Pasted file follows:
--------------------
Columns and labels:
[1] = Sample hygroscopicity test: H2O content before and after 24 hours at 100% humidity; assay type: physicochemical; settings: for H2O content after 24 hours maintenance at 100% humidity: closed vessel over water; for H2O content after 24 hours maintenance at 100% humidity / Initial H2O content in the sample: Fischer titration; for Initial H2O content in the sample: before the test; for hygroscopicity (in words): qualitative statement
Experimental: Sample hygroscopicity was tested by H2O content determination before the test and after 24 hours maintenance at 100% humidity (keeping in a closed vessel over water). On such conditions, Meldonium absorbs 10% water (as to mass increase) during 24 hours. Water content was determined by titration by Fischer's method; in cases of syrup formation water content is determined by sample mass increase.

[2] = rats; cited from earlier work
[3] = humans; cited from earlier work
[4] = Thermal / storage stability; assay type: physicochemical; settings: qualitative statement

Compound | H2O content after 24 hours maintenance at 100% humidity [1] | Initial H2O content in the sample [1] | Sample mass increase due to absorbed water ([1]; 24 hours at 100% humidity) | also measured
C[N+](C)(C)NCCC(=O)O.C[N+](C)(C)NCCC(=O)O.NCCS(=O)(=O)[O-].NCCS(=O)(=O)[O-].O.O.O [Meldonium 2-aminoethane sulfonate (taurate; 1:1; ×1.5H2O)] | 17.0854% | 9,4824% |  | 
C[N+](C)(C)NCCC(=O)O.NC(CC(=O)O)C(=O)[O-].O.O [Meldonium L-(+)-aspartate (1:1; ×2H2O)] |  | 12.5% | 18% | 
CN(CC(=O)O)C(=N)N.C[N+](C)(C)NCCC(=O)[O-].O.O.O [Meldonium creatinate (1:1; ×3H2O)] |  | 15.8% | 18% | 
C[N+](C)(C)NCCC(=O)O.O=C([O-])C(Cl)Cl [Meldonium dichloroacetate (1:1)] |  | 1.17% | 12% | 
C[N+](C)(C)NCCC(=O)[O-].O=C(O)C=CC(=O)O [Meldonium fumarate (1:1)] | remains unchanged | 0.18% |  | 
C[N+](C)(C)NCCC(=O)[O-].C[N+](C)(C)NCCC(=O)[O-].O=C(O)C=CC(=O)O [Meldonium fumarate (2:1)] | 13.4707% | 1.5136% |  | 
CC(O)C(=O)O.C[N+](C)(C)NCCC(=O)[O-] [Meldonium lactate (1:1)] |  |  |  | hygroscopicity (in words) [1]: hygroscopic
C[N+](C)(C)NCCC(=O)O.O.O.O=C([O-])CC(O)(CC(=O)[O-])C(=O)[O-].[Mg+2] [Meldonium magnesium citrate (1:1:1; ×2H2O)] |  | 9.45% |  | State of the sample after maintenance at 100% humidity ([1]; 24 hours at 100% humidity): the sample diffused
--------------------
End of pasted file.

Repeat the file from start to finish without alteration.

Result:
Columns and labels:
[1] = Sample hygroscopicity test: H2O content before and after 24 hours at 100% humidity; assay type: physicochemical; settings: for H2O content after 24 hours maintenance at 100% humidity: closed vessel over water; for H2O content after 24 hours maintenance at 100% humidity / Initial H2O content in the sample: Fischer titration; for Initial H2O content in the sample: before the test; for hygroscopicity (in words): qualitative statement
Experimental: Sample hygroscopicity was tested by H2O content determination before the test and after 24 hours maintenance at 100% humidity (keeping in a closed vessel over water). On such conditions, Meldonium absorbs 10% water (as to mass increase) during 24 hours. Water content was determined by titration by Fischer's method; in cases of syrup formation water content is determined by sample mass increase.

[2] = rats; cited from earlier work
[3] = humans; cited from earlier work
[4] = Thermal / storage stability; assay type: physicochemical; settings: qualitative statement

Compound | H2O content after 24 hours maintenance at 100% humidity [1] | Initial H2O content in the sample [1] | Sample mass increase due to absorbed water ([1]; 24 hours at 100% humidity) | also measured
C[N+](C)(C)NCCC(=O)O.C[N+](C)(C)NCCC(=O)O.NCCS(=O)(=O)[O-].NCCS(=O)(=O)[O-].O.O.O [Meldonium 2-aminoethane sulfonate (taurate; 1:1; ×1.5H2O)] | 17.0854% | 9,4824% |  | 
C[N+](C)(C)NCCC(=O)O.NC(CC(=O)O)C(=O)[O-].O.O [Meldonium L-(+)-aspartate (1:1; ×2H2O)] |  | 12.5% | 18% | 
CN(CC(=O)O)C(=N)N.C[N+](C)(C)NCCC(=O)[O-].O.O.O [Meldonium creatinate (1:1; ×3H2O)] |  | 15.8% | 18% | 
C[N+](C)(C)NCCC(=O)O.O=C([O-])C(Cl)Cl [Meldonium dichloroacetate (1:1)] |  | 1.17% | 12% | 
C[N+](C)(C)NCCC(=O)[O-].O=C(O)C=CC(=O)O [Meldonium fumarate (1:1)] | remains unchanged | 0.18% |  | 
C[N+](C)(C)NCCC(=O)[O-].C[N+](C)(C)NCCC(=O)[O-].O=C(O)C=CC(=O)O [Meldonium fumarate (2:1)] | 13.4707% | 1.5136% |  | 
CC(O)C(=O)O.C[N+](C)(C)NCCC(=O)[O-] [Meldonium lactate (1:1)] |  |  |  | hygroscopicity (in words) [1]: hygroscopic
C[N+](C)(C)NCCC(=O)O.O.O.O=C([O-])CC(O)(CC(=O)[O-])C(=O)[O-].[Mg+2] [Meldonium magnesium citrate (1:1:1; ×2H2O)] |  | 9.45% |  | State of the sample after maintenance at 100% humidity ([1]; 24 hours at 100% humidity): the sample diffused